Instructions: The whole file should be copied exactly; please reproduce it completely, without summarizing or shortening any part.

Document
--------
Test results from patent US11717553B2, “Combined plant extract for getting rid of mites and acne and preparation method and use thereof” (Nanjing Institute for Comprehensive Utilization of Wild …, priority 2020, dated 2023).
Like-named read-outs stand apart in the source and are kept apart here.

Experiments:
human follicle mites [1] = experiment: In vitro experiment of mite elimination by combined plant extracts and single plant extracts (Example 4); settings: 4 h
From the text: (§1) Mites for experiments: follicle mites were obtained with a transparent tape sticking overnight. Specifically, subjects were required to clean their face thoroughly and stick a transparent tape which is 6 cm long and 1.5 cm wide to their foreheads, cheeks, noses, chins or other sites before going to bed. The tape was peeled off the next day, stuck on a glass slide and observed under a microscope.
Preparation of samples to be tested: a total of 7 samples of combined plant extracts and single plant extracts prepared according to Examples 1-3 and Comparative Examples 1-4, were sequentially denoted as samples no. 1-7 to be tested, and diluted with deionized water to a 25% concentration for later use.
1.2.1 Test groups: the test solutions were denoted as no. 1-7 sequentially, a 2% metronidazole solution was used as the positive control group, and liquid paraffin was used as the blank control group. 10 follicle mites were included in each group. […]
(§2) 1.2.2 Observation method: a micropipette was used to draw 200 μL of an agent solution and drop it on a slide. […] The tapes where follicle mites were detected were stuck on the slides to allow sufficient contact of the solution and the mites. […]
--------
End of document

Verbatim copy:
Test results from patent US11717553B2, “Combined plant extract for getting rid of mites and acne and preparation method and use thereof” (Nanjing Institute for Comprehensive Utilization of Wild …, priority 2020, dated 2023).
Like-named read-outs stand apart in the source and are kept apart here.

Experiments:
human follicle mites [1] = experiment: In vitro experiment of mite elimination by combined plant extracts and single plant extracts (Example 4); settings: 4 h
From the text: (§1) Mites for experiments: follicle mites were obtained with a transparent tape sticking overnight. Specifically, subjects were required to clean their face thoroughly and stick a transparent tape which is 6 cm long and 1.5 cm wide to their foreheads, cheeks, noses, chins or other sites before going to bed. The tape was peeled off the next day, stuck on a glass slide and observed under a microscope.
Preparation of samples to be tested: a total of 7 samples of combined plant extracts and single plant extracts prepared according to Examples 1-3 and Comparative Examples 1-4, were sequentially denoted as samples no. 1-7 to be tested, and diluted with deionized water to a 25% concentration for later use.
1.2.1 Test groups: the test solutions were denoted as no. 1-7 sequentially, a 2% metronidazole solution was used as the positive control group, and liquid paraffin was used as the blank control group. 10 follicle mites were included in each group. […]
(§2) 1.2.2 Observation method: a micropipette was used to draw 200 μL of an agent solution and drop it on a slide. […] The tapes where follicle mites were detected were stuck on the slides to allow sufficient contact of the solution and the mites. […]